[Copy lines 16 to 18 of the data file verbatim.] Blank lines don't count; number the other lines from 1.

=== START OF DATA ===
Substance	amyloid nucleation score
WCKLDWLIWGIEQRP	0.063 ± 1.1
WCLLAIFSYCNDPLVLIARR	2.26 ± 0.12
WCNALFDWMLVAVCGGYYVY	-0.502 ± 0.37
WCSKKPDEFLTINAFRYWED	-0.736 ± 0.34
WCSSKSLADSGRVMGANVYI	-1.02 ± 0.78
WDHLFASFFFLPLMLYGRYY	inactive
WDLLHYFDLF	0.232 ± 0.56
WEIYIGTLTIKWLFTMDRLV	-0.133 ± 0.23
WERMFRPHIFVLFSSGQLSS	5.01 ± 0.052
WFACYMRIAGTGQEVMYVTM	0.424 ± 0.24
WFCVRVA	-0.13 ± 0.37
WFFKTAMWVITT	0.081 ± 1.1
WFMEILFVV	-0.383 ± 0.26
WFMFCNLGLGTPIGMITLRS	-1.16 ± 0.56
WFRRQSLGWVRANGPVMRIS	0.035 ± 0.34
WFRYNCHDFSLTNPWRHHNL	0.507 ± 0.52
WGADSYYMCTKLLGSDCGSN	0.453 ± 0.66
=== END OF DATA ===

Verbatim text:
WFRRQSLGWVRANGPVMRIS	0.035 ± 0.34
WFRYNCHDFSLTNPWRHHNL	0.507 ± 0.52
WGADSYYMCTKLLGSDCGSN	0.453 ± 0.66